# Why should one use a tree structure to represent discrete function spaces?

In FEM/FV codebases, I stumbled upon the fact that the discretized functionspaces are represented within the code as a tree structure. I find this very puzzling.

Example: lets say somebody wants to simulate the navier stokes equations. The codebase expects the discretized function spaces to be put into a data structure like:

So an hierarchical tree structure. I do not understand why that should be a reasonable choice because:

1. There is no intrinsic hierarchy of the fields. In the image, the pressure variables are listed at a higher level than the velocity components. But that is purely cosmetic display. There is no intrinsic hierarchy of the components influencing our coupled system. If there is no hierarchy, then a tree structure does not seem sensible to me.

2. Data locality. I have an option where I can tell the programm to align the data cell-wise or in lexicographic ordering. That is a nice feature, but it is, at it's heart, the age-old question of (array-of-structs vs. struct-of-arrays). This also does not explain to me why I should use a tree.

3. Limited Complexity. I have not come across any codebase or scenario, where the function spaces are so many, or so complex, that that would justify a non-trivial data structure. Even if you do full MHD simulations, you could easily fit your fields into (array-of-structs vs. struct-of-arrays). And it is questionable whether a tree structure would simplify or confuse your code.

What am I missing? Why would anybody use a tree structure for this? (Thanks in advance!)

• OK... If you think using tree structure doesn't make sense, so what do you think might be better option here? Oct 23 '19 at 16:14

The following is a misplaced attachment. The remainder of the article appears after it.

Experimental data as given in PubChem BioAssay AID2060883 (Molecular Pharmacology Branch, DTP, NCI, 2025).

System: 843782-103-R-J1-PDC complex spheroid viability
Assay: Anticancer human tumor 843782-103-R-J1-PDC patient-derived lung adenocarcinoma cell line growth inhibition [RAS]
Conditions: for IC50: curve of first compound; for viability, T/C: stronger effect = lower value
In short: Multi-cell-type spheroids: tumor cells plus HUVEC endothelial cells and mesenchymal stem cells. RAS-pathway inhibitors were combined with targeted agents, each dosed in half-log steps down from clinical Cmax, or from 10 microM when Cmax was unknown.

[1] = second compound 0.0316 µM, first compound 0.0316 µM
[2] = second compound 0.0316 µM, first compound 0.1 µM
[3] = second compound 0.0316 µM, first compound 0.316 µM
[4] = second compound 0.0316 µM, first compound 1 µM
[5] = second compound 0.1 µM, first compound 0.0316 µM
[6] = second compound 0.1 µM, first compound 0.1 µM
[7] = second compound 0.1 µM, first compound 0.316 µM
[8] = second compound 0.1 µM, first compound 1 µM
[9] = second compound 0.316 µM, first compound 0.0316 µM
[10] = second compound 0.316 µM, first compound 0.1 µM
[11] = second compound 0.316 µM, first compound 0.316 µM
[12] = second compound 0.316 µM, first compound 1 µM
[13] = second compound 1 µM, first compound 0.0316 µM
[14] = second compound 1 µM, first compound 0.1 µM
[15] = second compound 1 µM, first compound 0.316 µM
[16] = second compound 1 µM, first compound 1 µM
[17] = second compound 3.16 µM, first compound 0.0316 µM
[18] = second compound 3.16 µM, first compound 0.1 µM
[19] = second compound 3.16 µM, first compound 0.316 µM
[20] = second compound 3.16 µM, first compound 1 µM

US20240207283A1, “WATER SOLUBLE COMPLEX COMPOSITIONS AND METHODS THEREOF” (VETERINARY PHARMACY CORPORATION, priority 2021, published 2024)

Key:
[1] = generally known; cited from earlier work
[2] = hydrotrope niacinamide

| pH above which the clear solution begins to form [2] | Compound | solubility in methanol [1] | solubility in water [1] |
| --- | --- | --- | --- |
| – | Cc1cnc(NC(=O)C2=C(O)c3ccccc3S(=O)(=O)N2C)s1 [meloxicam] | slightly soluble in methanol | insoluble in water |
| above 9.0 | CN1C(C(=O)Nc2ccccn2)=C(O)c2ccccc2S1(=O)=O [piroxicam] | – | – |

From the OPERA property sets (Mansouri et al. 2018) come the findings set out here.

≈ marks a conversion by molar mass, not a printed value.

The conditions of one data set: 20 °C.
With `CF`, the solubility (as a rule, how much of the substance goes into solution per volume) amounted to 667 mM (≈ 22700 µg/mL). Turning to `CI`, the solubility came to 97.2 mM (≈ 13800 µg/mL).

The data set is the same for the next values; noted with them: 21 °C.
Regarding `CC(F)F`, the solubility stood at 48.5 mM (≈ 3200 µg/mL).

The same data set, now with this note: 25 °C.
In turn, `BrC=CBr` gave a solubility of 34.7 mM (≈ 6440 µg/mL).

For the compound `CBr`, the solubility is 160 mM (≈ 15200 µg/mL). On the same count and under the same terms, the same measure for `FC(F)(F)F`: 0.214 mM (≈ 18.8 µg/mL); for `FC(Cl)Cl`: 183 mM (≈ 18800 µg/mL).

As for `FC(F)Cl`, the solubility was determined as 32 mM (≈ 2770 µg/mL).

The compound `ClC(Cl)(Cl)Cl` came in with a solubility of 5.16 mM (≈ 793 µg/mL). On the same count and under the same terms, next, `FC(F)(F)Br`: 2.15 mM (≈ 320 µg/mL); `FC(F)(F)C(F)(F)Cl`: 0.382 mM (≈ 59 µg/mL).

• What you need in your assembly procedures is all the local degrees of freedom. If I were to implement it (as a newby), I would just use a container for all dof's associated with a cell/element. Oct 24 '19 at 7:38

Although I can't speak for NS or MHD, I do find this "componentization" of function spaces to be a useful design principle in CEM (computational electromagnetics), especially for high-order (in p) discretizations.

CEM often uses multiple spaces at the same time: grad-conforming functions to represent electric potential, curl-conforming functions to represent E-field, div-conforming functions to represent B-flux and currents, etc. These spaces are related to one another via the deRham diagram, the range of each differential operator (grad/curl/div) forms the kernel of the next (the exact sequence property).

In my experience this can (should?) show up all the way at the implementation level, because it saves you time and helps guarantee correctness. For example, if you've spent time and money tabulating/implementing a high order grad-conforming space (basis functions $$\phi$$'s and their gradients $$\nabla \phi$$'s, you can (should?) reuse those $$\nabla \phi$$'s as basis functions within the curl-conforming space, then you just need to enrich them by adding whatever additional functions are that are needed span the range of curl to your desired order. Similar constructions hold between curl-conforming and div-conforming spaces (the curls of your curl conforming functions should be members of your div-conforming basis).

Unfortunately, this enrichment process is messy/broken down at p=0 because of unisolvency issues (p=0 curls already spans p=0 gradients, etc). It really only shines at p >= 1. In practice, I use the following decomposition:

• hcurl0: p=0 curl-conforming functions
• hcurlp: functions that "enrich" the range of curl for p>0
• hdiv0: p=0 div-conforming functions
• hdivp: functions that "enrich" the range of div for p>0

With these building blocks, you can tabulate the whole diagram: